QUOTES & FUN HAT SAYINGS
"Leave everyone wondering which is the more interesting piece of work... you or your hat."
To put on your "thinking cap" is to give some problem careful thought. [Teachers and philosophers in the Middle Ages often wore distinctive caps that set them apart from those who had less learning. Caps became regarded as a symbol of education. People put them on (literally or figuratively) to solve their own problems.]
"If a woman rebels against high heeled shoes, she should take care to do it in a very smart hat."
-George Bernard Shaw
AT THE DROP OF A HAT
Fast. [Dropping a hat, can be a way in which a race can start (instead of a starting gun for example). Also, a hat is an apparel item that can easily become dislodged from its wearer. Anyone who wears hats regularly has experienced the quickness by which a hat can fly off your head.]
"Wearing a hat is like having a baby or a puppy; everyone stops to coo and talk about it." -Louise Green
THROWING A HAT IN THE RING
Entering a contest or a race e.g. a political run for office. [A customer wrote us with the following: "I read in "The Language of American Politics" by William F. Buckley Jr. that the phrase "throw one's hat in the ring" comes from a practice of 19th Century saloon keepers putting a boxing ring in the middle of the barroom so that customers who wanted to fight each other would have a place to do so without starting a donnybrook. If a man wanted to indicate that he would fight anybody, he would throw his hat in the ring.At one point, Theodore Roosevelt declared he was running for office with a speech that included a line that went something like, "My hat is in the ring and I am stripped to the waist". The phrase "my hat in the ring" stuck, probably because "I am stripped to the waist" is a little gross.]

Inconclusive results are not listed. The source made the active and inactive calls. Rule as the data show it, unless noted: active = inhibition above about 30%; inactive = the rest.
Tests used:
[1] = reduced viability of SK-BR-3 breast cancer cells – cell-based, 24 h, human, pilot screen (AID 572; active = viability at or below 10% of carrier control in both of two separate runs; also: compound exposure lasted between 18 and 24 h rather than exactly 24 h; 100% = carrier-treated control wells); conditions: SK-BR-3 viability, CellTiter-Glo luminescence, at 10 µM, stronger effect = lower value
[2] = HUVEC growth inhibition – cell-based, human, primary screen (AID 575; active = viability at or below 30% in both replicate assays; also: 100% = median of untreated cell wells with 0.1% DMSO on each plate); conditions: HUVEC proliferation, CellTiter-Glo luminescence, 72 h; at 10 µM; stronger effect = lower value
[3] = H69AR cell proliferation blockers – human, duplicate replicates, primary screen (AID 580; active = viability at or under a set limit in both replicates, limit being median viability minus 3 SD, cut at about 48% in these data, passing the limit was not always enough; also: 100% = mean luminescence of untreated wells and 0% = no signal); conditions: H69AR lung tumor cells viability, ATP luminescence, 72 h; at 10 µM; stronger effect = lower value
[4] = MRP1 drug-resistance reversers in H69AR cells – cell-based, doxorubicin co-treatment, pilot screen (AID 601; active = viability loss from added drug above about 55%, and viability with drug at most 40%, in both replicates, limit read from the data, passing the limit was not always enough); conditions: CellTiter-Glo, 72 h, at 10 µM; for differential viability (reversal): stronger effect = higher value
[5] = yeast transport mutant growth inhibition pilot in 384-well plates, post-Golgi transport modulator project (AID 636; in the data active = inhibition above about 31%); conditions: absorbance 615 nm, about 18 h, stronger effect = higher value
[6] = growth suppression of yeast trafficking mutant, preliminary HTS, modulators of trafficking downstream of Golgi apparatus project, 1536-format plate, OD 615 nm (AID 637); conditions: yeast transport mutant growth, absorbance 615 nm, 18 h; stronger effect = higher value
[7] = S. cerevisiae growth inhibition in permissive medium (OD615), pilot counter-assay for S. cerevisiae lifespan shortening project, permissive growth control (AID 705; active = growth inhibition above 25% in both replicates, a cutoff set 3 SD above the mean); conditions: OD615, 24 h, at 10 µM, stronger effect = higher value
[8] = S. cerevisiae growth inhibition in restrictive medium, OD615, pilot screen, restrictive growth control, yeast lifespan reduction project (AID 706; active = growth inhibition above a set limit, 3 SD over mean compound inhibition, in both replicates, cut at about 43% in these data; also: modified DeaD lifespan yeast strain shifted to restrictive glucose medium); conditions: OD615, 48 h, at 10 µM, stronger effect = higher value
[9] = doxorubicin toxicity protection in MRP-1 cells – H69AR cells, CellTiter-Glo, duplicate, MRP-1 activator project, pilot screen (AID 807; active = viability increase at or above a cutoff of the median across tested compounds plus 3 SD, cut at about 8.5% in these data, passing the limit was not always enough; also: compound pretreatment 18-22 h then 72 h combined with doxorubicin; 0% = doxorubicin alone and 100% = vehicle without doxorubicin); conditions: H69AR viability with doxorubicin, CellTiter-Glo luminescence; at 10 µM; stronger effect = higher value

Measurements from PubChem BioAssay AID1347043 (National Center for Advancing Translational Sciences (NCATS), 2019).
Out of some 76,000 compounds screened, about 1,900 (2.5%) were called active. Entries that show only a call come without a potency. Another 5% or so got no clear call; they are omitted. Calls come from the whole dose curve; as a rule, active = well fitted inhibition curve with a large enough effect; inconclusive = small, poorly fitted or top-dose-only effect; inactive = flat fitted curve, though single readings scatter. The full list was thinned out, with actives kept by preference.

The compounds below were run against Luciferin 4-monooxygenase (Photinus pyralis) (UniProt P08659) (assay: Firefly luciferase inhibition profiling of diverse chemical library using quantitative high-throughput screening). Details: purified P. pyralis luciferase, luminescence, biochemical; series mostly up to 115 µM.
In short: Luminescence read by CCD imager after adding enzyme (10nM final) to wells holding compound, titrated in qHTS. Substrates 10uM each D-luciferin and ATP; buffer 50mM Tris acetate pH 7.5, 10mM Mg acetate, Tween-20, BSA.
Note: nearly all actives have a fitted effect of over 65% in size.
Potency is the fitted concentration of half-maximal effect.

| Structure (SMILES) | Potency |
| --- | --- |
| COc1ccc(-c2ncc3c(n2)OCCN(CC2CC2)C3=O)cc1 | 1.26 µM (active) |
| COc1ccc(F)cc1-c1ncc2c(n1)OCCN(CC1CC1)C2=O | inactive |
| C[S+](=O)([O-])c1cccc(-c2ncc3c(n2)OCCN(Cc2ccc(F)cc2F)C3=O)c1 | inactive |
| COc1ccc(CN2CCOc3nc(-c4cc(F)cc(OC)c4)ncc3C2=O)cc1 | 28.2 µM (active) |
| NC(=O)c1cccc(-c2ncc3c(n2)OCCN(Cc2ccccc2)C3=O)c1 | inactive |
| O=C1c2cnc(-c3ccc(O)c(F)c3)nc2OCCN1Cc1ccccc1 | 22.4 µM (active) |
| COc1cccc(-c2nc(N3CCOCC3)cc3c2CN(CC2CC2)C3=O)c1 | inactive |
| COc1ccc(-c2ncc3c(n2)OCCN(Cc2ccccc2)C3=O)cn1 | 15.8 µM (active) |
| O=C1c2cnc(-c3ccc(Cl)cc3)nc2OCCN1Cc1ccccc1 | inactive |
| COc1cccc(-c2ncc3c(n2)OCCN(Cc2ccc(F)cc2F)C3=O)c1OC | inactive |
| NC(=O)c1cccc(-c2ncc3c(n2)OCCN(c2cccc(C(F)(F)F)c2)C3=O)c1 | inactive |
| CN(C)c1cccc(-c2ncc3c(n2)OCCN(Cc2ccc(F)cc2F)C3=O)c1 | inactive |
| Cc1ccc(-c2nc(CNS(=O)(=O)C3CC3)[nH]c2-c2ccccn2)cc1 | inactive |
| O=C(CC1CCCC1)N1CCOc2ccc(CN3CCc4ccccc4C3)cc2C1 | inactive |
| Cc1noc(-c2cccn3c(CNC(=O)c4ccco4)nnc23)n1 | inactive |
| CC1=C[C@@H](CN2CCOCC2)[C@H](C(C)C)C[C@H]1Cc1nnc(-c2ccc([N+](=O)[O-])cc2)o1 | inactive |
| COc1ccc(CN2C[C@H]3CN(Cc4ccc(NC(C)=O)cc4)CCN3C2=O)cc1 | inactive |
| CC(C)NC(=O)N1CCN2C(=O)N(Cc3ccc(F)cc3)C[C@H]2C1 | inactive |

"Live your life, do your work, then take your hat."
-Henry David Thoreau
Three consecutive successes in a game or another endeavor. For example, taking three wickets with three successive pitches by a bowler in a game of cricket, three goals or points won by a player in a game of soccer or ice hockey, etc. [From cricket, from the former practice of awarding a hat to a bowler who dismissed three batsmen with three successive balls.]
"Saying you don’t look good in a hat is like saying you don’t look good in shoes."
A FEATHER IN YOUR CAP
A special achievement. [I assume that the origins on this expression hail from the days when, in fact, a feather for one's cap would be awarded for an accomplishment much like a medal is awarded today and pinned to one's uniform. A feather, or a pin, add a certain prestige or luster to one's apparel.]
"You cannot hide in a hat; you will be noticed…"
HOLD ON TO YOUR HAT(S)
A warning that some excitement or danger is imminent. [When riding horseback or in an open-air early automobile, the exclamation "hold on to your hat" when the horse broke into a gallop or the car took-off was certainly literal.]
"So many hats and only one head!"
WEARING MANY HATS
This of course is a metaphor for having many different duties or jobs. [Historically, hats have often been an integral, even necessary, part of a working uniform. A miner, welder, construction worker, undertaker, white-collar worker or banker before the 1960s, chef, farmer, etc. all wear, or wore, a particular hat. Wearing "many hats" or "many different hats" simply means that one has different duties or jobs.]
"Cock your Hat…..Angles are Attitudes"
PASS THE HAT
Literally to pass a man's hat among members of an audience or group as a means for collecting money. Also to beg or ask for charity. [The origin is self-evident as a man's hat turned upside down makes a fine container.]
"With the wave of the hat, voila! You are mysterious...no, you are sexy...now proper...now playful."
KEEPING SOMETHING UNDER YOUR HAT
Keeping a secret. [People kept important papers and small treasures under their hats. One's hat was often the first thing put on in the morning and the last thing taken off at night, so literally keeping things under one's hat was safe keeping. A famous practitioner of this was Abraham Lincoln. The very utilitarian cowboy hat was also commonly used for storage.]